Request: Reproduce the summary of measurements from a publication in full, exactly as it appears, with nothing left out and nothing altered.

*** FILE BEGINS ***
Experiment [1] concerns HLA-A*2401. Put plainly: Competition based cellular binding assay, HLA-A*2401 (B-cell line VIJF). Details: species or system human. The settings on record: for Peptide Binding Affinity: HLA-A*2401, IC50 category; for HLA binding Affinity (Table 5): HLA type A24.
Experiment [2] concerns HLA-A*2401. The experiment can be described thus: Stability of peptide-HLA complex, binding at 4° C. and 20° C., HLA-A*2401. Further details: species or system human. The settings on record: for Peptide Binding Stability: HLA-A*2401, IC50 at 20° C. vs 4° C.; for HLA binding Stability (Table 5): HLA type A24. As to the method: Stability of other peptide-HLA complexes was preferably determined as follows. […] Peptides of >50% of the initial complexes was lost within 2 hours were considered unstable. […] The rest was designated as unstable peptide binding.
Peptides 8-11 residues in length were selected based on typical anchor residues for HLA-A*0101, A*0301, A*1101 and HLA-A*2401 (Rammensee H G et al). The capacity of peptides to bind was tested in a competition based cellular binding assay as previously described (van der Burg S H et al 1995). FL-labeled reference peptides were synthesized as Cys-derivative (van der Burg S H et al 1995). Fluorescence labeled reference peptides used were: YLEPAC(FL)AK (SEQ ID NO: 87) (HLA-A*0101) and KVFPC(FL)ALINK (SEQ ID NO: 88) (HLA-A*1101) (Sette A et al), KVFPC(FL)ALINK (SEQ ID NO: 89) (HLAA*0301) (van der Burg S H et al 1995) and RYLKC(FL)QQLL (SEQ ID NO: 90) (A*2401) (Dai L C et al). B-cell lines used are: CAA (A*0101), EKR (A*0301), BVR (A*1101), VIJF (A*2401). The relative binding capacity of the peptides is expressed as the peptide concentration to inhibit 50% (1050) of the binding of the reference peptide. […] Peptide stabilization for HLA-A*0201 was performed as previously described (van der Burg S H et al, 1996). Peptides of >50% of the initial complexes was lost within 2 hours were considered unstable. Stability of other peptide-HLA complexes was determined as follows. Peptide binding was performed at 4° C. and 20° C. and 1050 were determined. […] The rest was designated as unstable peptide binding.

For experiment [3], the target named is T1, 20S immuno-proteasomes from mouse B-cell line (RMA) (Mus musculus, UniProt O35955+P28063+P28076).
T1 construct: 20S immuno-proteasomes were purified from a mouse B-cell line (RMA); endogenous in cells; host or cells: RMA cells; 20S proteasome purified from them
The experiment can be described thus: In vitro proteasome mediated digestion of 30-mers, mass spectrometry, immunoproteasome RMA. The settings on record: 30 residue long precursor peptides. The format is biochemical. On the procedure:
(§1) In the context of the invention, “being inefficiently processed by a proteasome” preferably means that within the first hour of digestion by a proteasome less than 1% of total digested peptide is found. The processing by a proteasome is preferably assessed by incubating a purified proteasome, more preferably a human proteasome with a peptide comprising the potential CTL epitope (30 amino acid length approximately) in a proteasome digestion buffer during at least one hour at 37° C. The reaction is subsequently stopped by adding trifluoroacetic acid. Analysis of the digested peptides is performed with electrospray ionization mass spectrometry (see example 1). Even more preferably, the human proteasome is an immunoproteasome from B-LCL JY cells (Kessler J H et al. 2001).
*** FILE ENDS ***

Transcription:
Experiment [1] concerns HLA-A*2401. Put plainly: Competition based cellular binding assay, HLA-A*2401 (B-cell line VIJF). Details: species or system human. The settings on record: for Peptide Binding Affinity: HLA-A*2401, IC50 category; for HLA binding Affinity (Table 5): HLA type A24.
Experiment [2] concerns HLA-A*2401. The experiment can be described thus: Stability of peptide-HLA complex, binding at 4° C. and 20° C., HLA-A*2401. Further details: species or system human. The settings on record: for Peptide Binding Stability: HLA-A*2401, IC50 at 20° C. vs 4° C.; for HLA binding Stability (Table 5): HLA type A24. As to the method: Stability of other peptide-HLA complexes was preferably determined as follows. […] Peptides of >50% of the initial complexes was lost within 2 hours were considered unstable. […] The rest was designated as unstable peptide binding.
Peptides 8-11 residues in length were selected based on typical anchor residues for HLA-A*0101, A*0301, A*1101 and HLA-A*2401 (Rammensee H G et al). The capacity of peptides to bind was tested in a competition based cellular binding assay as previously described (van der Burg S H et al 1995). FL-labeled reference peptides were synthesized as Cys-derivative (van der Burg S H et al 1995). Fluorescence labeled reference peptides used were: YLEPAC(FL)AK (SEQ ID NO: 87) (HLA-A*0101) and KVFPC(FL)ALINK (SEQ ID NO: 88) (HLA-A*1101) (Sette A et al), KVFPC(FL)ALINK (SEQ ID NO: 89) (HLAA*0301) (van der Burg S H et al 1995) and RYLKC(FL)QQLL (SEQ ID NO: 90) (A*2401) (Dai L C et al). B-cell lines used are: CAA (A*0101), EKR (A*0301), BVR (A*1101), VIJF (A*2401). The relative binding capacity of the peptides is expressed as the peptide concentration to inhibit 50% (1050) of the binding of the reference peptide. […] Peptide stabilization for HLA-A*0201 was performed as previously described (van der Burg S H et al, 1996). Peptides of >50% of the initial complexes was lost within 2 hours were considered unstable. Stability of other peptide-HLA complexes was determined as follows. Peptide binding was performed at 4° C. and 20° C. and 1050 were determined. […] The rest was designated as unstable peptide binding.

For experiment [3], the target named is T1, 20S immuno-proteasomes from mouse B-cell line (RMA) (Mus musculus, UniProt O35955+P28063+P28076).
T1 construct: 20S immuno-proteasomes were purified from a mouse B-cell line (RMA); endogenous in cells; host or cells: RMA cells; 20S proteasome purified from them
The experiment can be described thus: In vitro proteasome mediated digestion of 30-mers, mass spectrometry, immunoproteasome RMA. The settings on record: 30 residue long precursor peptides. The format is biochemical. On the procedure:
(§1) In the context of the invention, “being inefficiently processed by a proteasome” preferably means that within the first hour of digestion by a proteasome less than 1% of total digested peptide is found. The processing by a proteasome is preferably assessed by incubating a purified proteasome, more preferably a human proteasome with a peptide comprising the potential CTL epitope (30 amino acid length approximately) in a proteasome digestion buffer during at least one hour at 37° C. The reaction is subsequently stopped by adding trifluoroacetic acid. Analysis of the digested peptides is performed with electrospray ionization mass spectrometry (see example 1). Even more preferably, the human proteasome is an immunoproteasome from B-LCL JY cells (Kessler J H et al. 2001).